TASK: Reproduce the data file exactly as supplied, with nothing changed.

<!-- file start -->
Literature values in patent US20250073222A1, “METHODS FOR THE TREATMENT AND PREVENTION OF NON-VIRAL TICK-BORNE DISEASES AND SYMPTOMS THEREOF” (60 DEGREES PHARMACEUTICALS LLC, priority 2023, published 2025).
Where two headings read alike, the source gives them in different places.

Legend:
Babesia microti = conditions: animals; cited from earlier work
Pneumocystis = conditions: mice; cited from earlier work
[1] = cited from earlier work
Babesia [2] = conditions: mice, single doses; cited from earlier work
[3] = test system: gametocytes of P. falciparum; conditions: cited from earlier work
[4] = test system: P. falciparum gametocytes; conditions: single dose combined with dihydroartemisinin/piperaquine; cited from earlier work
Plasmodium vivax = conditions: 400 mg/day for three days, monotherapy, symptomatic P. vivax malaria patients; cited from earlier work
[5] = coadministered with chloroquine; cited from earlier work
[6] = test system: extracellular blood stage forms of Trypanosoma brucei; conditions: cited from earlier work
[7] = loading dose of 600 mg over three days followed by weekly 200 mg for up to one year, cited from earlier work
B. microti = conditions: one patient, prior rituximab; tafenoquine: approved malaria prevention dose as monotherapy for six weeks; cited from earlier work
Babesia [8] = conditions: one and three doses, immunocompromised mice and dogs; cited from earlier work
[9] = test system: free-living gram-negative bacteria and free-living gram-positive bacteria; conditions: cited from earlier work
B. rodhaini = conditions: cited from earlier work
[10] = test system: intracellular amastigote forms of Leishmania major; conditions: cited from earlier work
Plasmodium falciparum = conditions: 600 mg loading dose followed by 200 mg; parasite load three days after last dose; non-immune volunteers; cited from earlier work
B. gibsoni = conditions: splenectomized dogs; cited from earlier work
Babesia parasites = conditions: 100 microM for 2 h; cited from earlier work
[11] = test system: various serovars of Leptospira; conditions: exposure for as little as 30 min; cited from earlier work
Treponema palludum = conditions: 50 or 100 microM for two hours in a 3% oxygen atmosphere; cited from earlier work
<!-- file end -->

Literature values in patent US20250073222A1, “METHODS FOR THE TREATMENT AND PREVENTION OF NON-VIRAL TICK-BORNE DISEASES AND SYMPTOMS THEREOF” (60 DEGREES PHARMACEUTICALS LLC, priority 2023, published 2025).
Where two headings read alike, the source gives them in different places.

Legend:
Babesia microti = conditions: animals; cited from earlier work
Pneumocystis = conditions: mice; cited from earlier work
[1] = cited from earlier work
Babesia [2] = conditions: mice, single doses; cited from earlier work
[3] = test system: gametocytes of P. falciparum; conditions: cited from earlier work
[4] = test system: P. falciparum gametocytes; conditions: single dose combined with dihydroartemisinin/piperaquine; cited from earlier work
Plasmodium vivax = conditions: 400 mg/day for three days, monotherapy, symptomatic P. vivax malaria patients; cited from earlier work
[5] = coadministered with chloroquine; cited from earlier work
[6] = test system: extracellular blood stage forms of Trypanosoma brucei; conditions: cited from earlier work
[7] = loading dose of 600 mg over three days followed by weekly 200 mg for up to one year, cited from earlier work
B. microti = conditions: one patient, prior rituximab; tafenoquine: approved malaria prevention dose as monotherapy for six weeks; cited from earlier work
Babesia [8] = conditions: one and three doses, immunocompromised mice and dogs; cited from earlier work
[9] = test system: free-living gram-negative bacteria and free-living gram-positive bacteria; conditions: cited from earlier work
B. rodhaini = conditions: cited from earlier work
[10] = test system: intracellular amastigote forms of Leishmania major; conditions: cited from earlier work
Plasmodium falciparum = conditions: 600 mg loading dose followed by 200 mg; parasite load three days after last dose; non-immune volunteers; cited from earlier work
B. gibsoni = conditions: splenectomized dogs; cited from earlier work
Babesia parasites = conditions: 100 microM for 2 h; cited from earlier work
[11] = test system: various serovars of Leptospira; conditions: exposure for as little as 30 min; cited from earlier work
Treponema palludum = conditions: 50 or 100 microM for two hours in a 3% oxygen atmosphere; cited from earlier work